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    Daniel Hashimoto just trumped every single other dad who thinks they’re doing a pretty good job and jumped straight to the top of the podium. How? He’s an After Effects artist for DreamWorks studios, and he’s taken to adding CGI to clips of his toddler son playing at home. As a result, little James sets fire to shelves with his light sabre in toy shops, falls through puddles on the street, jumps over hot lava bouncing from sofa to sofa in his living room and he shoots things left, right and centre. He even has his very own dedicated YouTube Channel, The Action Movie Kid. Don’t miss the moment when James exclaims “Golly!” as his house collapses in ravaging flames behind him. Thank God The Independent brought this to our Friday! AMAZING.

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    Since we first heard Jungle’s debut single Platoon in June of 2013 we’ve been eagerly anticipating every new track they’ve released and keen to see how they’ll follow up their outrageously cute first video that featured B-Girl Terra, a six-year-old break dancer.

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    Imagine if, instead of being an online search engine, Google was a man in an office, surrounded by stacks of papers too high to see over. Imagine if every time you had a question to Google you not only had to wait in line outside his office, but you also had to watch ashamedly while he rummaged through the aforementioned files. Imagine the things you’d hear.

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    In the competitive, ever-changing world of the creative industries, it can be hard to get the right opportunities to make great work, which is why the time is ripe for innovative platforms like MOFILM.

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    We’ve always suspected that Robert Hunter was a talented chap – we were certainly aware that his illustration skills were pretty top notch. But what we hadn’t appreciated was what a diverse range of skills he’s got tucked up his sleeve.

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    We all know Clarks has a cult following in Jamaica – everyone from Vybez Kartel to Little John has sung about them in one form or another (there’s even a book about it). But we didn’t know that the appeal of Clarks transcended musical boundaries to the point that mysterious rapper MF Doom would consider collaborating with the brand. But, that’s exactly what’s just happened; the company that used to make your school shoes have released a custom Clarks Original with the MF Doom monogram embossed into the leather. And here’s a beautifully-shot promo by Charlie Robins and Joe Alexander to prove it, following MF Doom on a road trip to the Somerset village of Street, where the very first shoe was born. Baffling and brilliant!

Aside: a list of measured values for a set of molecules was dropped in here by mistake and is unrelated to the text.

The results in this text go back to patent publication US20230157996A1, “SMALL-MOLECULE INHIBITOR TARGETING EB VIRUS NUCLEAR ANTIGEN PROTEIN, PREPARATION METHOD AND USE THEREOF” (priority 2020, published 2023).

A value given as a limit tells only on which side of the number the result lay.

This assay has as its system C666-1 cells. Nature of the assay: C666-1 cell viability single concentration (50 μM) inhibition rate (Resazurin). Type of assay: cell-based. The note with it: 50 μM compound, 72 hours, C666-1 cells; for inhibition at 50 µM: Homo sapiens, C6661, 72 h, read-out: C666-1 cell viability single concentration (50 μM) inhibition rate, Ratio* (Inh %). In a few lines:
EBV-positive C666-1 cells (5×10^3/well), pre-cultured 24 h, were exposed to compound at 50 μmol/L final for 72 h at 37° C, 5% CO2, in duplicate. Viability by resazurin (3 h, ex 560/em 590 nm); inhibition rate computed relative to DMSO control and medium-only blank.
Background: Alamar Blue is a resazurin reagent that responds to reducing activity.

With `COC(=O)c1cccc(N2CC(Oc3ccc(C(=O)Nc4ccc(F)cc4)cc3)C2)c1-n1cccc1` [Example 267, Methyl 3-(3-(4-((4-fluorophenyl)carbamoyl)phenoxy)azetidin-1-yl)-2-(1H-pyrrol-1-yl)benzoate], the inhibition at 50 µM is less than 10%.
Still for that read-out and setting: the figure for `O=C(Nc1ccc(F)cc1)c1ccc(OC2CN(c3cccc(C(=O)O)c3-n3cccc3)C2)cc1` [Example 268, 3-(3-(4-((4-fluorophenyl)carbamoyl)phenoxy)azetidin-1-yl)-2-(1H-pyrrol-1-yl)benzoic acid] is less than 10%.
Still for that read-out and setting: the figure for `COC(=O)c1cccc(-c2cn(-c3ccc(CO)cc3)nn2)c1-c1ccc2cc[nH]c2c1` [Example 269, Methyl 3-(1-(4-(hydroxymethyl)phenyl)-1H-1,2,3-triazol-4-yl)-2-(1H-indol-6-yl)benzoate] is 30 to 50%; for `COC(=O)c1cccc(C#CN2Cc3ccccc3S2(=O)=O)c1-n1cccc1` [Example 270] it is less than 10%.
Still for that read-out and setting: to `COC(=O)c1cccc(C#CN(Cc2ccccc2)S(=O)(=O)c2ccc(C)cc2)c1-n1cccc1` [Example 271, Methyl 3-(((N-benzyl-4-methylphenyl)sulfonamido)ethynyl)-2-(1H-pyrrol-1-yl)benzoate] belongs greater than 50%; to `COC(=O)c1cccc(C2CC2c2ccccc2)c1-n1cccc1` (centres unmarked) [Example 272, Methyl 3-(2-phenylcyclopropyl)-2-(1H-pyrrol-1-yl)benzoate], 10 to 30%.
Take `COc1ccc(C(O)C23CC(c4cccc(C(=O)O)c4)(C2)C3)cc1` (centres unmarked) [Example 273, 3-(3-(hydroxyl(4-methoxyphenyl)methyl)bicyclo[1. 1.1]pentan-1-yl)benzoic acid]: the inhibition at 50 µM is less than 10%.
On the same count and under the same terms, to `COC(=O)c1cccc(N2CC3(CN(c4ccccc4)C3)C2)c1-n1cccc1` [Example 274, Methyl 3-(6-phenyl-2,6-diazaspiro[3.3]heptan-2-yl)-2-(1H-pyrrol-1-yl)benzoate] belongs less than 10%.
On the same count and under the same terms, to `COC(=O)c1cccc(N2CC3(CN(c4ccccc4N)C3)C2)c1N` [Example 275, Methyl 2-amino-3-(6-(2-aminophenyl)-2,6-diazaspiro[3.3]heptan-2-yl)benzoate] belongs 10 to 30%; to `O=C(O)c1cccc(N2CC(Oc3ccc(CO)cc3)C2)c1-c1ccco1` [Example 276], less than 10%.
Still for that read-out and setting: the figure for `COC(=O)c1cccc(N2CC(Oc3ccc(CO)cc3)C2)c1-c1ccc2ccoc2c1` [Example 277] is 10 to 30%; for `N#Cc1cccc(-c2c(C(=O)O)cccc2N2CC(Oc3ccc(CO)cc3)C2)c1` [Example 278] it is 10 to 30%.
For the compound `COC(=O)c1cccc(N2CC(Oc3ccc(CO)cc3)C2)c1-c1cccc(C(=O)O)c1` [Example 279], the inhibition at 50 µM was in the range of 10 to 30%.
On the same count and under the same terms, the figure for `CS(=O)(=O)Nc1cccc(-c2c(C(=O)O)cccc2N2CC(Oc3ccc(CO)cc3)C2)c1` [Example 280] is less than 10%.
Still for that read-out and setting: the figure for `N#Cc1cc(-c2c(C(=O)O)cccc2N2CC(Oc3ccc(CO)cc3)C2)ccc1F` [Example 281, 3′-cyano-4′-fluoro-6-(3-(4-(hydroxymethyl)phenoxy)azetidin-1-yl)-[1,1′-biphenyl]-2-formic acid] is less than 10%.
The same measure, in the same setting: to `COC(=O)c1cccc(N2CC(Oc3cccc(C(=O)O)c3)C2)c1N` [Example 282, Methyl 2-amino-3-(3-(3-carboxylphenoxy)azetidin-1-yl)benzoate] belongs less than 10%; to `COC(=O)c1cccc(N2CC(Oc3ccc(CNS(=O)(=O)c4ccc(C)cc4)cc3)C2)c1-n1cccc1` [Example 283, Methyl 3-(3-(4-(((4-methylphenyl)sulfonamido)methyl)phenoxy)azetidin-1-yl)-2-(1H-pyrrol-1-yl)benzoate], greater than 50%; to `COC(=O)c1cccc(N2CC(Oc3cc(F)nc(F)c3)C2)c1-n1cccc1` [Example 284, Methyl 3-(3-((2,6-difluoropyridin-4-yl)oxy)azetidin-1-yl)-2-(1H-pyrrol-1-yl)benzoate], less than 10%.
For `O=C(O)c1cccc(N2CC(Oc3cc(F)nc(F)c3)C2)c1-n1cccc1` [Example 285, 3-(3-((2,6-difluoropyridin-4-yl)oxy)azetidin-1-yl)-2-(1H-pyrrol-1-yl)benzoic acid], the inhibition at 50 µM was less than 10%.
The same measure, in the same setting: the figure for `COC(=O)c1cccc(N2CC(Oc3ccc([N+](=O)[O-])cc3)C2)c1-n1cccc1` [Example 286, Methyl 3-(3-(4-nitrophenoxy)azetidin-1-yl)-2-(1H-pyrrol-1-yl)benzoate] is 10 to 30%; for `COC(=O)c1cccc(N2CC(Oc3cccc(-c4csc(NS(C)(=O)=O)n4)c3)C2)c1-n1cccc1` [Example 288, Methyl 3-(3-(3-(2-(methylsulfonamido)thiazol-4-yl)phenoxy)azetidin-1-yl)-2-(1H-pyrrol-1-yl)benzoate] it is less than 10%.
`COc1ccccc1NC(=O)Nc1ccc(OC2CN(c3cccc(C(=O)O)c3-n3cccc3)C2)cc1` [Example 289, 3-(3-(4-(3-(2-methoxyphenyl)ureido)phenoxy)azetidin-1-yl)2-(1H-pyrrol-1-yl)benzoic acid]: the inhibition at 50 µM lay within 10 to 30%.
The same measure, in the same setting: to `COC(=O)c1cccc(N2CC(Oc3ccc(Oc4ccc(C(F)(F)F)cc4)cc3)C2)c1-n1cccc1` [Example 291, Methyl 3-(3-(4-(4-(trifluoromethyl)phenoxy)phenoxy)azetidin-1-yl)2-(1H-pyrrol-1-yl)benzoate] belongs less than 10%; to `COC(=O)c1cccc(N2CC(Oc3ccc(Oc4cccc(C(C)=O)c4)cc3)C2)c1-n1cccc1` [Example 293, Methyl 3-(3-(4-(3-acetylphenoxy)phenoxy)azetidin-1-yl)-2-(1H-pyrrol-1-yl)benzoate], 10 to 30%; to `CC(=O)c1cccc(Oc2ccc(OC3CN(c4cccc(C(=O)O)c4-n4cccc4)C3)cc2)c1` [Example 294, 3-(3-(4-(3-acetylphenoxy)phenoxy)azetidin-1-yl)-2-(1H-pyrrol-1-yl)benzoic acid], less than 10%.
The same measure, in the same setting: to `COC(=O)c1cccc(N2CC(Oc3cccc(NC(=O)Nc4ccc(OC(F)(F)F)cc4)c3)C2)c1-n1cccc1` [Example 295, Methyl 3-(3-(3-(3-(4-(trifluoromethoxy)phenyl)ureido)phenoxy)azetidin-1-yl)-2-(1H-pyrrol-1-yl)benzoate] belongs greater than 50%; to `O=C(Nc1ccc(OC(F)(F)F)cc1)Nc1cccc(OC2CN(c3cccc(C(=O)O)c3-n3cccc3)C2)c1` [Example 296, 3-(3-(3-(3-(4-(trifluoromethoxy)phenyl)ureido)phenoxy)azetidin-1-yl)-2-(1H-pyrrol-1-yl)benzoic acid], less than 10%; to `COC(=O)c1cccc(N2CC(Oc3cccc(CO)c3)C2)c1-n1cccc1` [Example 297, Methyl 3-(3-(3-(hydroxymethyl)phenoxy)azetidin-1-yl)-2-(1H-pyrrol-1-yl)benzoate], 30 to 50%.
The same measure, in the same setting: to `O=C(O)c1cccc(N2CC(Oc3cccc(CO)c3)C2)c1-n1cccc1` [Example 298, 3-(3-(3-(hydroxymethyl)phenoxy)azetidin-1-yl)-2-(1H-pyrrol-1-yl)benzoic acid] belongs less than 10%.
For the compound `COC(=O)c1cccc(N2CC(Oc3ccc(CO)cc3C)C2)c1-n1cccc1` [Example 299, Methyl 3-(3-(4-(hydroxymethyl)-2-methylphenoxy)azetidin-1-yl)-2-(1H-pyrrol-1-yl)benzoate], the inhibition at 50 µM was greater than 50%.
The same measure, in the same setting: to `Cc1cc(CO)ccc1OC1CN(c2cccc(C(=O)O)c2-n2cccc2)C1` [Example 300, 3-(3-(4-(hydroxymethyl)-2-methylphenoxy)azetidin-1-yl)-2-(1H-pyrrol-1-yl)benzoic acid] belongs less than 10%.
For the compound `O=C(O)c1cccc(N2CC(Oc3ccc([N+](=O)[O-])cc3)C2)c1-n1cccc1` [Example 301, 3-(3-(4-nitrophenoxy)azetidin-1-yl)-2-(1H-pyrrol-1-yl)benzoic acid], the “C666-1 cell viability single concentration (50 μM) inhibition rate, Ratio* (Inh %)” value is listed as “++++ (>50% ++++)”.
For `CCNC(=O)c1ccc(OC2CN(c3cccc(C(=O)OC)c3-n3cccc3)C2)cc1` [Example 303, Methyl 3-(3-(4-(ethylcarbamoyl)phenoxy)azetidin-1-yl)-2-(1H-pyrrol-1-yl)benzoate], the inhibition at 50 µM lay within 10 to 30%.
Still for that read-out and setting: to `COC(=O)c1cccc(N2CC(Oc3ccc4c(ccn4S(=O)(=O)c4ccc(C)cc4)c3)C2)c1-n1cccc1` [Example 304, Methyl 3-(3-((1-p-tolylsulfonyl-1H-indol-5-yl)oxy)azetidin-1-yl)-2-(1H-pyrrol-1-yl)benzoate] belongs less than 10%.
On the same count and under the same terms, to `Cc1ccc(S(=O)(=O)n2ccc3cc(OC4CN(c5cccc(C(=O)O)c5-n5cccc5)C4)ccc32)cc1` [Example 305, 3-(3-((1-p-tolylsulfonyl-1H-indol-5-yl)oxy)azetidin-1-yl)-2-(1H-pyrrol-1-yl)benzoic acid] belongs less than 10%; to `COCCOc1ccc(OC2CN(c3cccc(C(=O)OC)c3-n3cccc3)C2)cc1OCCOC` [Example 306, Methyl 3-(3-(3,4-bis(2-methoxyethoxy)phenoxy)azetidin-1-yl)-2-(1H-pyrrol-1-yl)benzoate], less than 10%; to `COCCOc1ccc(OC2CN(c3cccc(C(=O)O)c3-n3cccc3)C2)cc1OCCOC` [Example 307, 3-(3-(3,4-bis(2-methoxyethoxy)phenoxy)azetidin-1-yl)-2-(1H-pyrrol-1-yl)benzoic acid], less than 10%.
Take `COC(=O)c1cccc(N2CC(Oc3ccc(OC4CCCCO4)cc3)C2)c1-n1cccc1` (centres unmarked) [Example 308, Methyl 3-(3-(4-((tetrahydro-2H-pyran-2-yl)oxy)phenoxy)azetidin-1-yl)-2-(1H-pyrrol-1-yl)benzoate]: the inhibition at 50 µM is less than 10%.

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    The final of this week’s five films in the 32LDN series building up a portrait of London through the stories of the people and places which make it what it is comes Alright Superstar. It features Chloe Kelly, a 15-year-old football prodigy who plays for Arsenal and England and is arguably the most straightforward concept of the five films. But what makes it soar is the skill of filmmakers Jake Green and Simon Poon Tip; from the hazy, cinematic shots of empty playing fields (which evoke memories of late summer holiday afternoons) to the powerful but not heavy-handed juxtapositions. There is also a really nice segment towards the end which shows Chloe as the nervous, giggly and sometimes awkward teenager she is, rather than the superstar role she is having to assume.

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    There’s almost constant talk about the gentrification of London in the press and what that means for its established small businesses. Studios, workshops, barbers and quality off-licences (imagine!) are disappearing at an alarming rate across the city with blocks of unimaginative flats popping up in their place. But it’s often easy to forget that these changes affect real people who have been plying their trade for decades in these recently gentrified areas.